Runners are weird.
It was the split shorts that first tipped me off. I was eight years old stopped at a red light when I first saw them cross the road.
It was winter.
And it was cold.
Parka and mountain goat cold.
I saw him. Mr. Split shorts, in all his wind-beaten, red-legged glory. He was tall and strikingly lean, and he wore black shorts obviously borrowed from a much shorter man.
The shorter man must have recently purchased a new pair of shorts and given his torn pair to Mr. Split Shorts, because the shorts he had were torn on both hips, and the fabric flapped in the wind with shocking violence.
He accessorized his tattered apparel with a neon yellow jacket, black gloves, and a red knit cap. He also had a beard, which had nothing to do with the split shorts, but somehow added to the whacko ambience.
Right then and there, in the comfort of our family’s pickup, I made the following deduction: Runners are weird.
According to Statistical Abstract of the United States (2010), approximately 5 million college age people choose running as their selected sports activity.
This sport sucks them in and resistance is useless. They will increase their mileage, wake before sunrise, buy a Garmin to track their pace. They even strap water bottles around their wrists and they’ll start using bizarre words like “fartlek”. They’ll splurge on Runner’s World Magazine and Recovery Gatorade, which they won’t even like but will drink anyway.
We can assume that many of those runners fell into the stereotype of Mr. Split Shorts.
Along with running, stereotypically comes a desire to wear ugly neon clothes that defy the usual weather choices, a desire to eat constantly and often even a level of awkward social interaction skill that arises after the ratio of running outweighs time spent with others.
This is another concern you may have: the obsessive nature of a runner and this too, I worried about when I started to encounter runners. It took me time, a whole lot of faith but I surely came to realize how mistaken I had been of the split short- runner stereotype.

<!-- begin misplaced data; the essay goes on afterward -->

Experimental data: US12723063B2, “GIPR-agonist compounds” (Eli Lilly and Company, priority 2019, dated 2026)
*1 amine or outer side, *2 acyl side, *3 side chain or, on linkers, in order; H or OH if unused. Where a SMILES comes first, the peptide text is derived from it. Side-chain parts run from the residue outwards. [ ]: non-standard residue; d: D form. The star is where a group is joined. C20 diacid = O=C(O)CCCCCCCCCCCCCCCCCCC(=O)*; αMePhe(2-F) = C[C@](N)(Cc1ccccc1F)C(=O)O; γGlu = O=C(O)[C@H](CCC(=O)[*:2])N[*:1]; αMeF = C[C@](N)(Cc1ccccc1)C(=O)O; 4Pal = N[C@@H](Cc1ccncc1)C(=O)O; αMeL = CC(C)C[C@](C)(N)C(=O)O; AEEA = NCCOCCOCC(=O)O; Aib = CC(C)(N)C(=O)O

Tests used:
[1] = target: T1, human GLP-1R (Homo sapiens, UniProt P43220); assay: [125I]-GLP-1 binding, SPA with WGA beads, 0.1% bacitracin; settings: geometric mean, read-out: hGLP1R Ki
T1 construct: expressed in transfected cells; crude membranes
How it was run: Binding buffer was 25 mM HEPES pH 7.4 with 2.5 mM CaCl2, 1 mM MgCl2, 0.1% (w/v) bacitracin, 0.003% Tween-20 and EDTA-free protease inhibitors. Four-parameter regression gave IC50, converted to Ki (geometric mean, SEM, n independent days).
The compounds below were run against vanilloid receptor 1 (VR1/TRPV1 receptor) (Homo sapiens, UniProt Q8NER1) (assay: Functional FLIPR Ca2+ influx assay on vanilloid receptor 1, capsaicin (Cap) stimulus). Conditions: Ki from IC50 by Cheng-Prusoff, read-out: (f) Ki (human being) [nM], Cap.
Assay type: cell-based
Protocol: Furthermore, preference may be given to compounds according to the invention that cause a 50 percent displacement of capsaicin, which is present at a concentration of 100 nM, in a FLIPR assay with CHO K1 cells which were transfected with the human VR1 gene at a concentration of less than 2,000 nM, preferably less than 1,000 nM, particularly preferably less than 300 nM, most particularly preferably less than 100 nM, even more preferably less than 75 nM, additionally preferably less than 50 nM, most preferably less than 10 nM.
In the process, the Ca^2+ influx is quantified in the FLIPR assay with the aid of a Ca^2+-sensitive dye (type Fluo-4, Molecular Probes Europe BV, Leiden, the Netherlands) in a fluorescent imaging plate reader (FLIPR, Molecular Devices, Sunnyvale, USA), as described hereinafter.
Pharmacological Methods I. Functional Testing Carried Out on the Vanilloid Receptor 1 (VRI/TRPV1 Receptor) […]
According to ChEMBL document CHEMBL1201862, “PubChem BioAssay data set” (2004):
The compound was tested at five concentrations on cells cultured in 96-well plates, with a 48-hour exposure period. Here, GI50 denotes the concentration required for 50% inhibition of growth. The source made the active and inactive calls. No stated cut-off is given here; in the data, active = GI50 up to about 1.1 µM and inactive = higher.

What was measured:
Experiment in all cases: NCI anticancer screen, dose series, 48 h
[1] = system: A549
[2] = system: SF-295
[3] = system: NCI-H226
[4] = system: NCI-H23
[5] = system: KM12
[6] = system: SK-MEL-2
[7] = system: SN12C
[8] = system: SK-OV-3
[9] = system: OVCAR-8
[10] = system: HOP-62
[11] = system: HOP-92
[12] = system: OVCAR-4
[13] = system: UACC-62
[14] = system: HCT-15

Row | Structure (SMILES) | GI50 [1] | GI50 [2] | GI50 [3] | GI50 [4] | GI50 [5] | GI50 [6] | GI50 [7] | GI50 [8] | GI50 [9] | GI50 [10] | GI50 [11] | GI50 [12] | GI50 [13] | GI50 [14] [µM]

Runners are weird but behind their strangeness is a level of passion and character that only a runner can offer. This is why as you search for your companion, you won’t need to look further than anywhere but the long trails of the country or the aisles of treadmills at the gym.
Although these athletes are weird and often seen as borderline obsessive, our statistic of runners reveals 5 million young adults with intense character and work ethic.
Everything you’re looking for can be found in a runner.
Runners know commitment and passion. They won’t give up on you the same way they won’t give up during an 8k in the rain.
Date somebody who moves rather than lets the world pass them by.
You may think it’s funny that they act like it’s their whole life but you’ll learn that running is only a small example of how passionate they are about life.
Guys, the only time you’ll want to see her slowdown is when she walks down the aisle toward you. She’ll glow like a self-enkindled star. She’ll be the picture of beauty and strength as she seems a little misplaced in her heels rather than her muddy trainers.
Girls, run with him; train together. You’ll talk about your careers, finances and children during your long runs. You’ll argue during your hill running and make up during cool-downs.
Marrying a runner will make living a healthy, active life easy, natural, and best of all, fun.
Expect a lot of laughter, sweat, and rewarding happiness. And remember that while many people run, few are runners.
The absurdity of a runner makes them by far the best candidate to fall in love with. They are silly, they are borderline obsessive, they may even wear the dreaded split shorts but it all comes wrapped in a package of passion and intensity that will compliment you.
Runners don’t mind the rain, snow, heat, cold, dark, or the ever present threat of being skunked in the early morning hours. They embrace moments of pain, sorrow, struggle, joy and triumph.
If you want the world and the world beyond it, date somebody who runs.
But they aren’t normal. Because they’re runners. And runners are weird.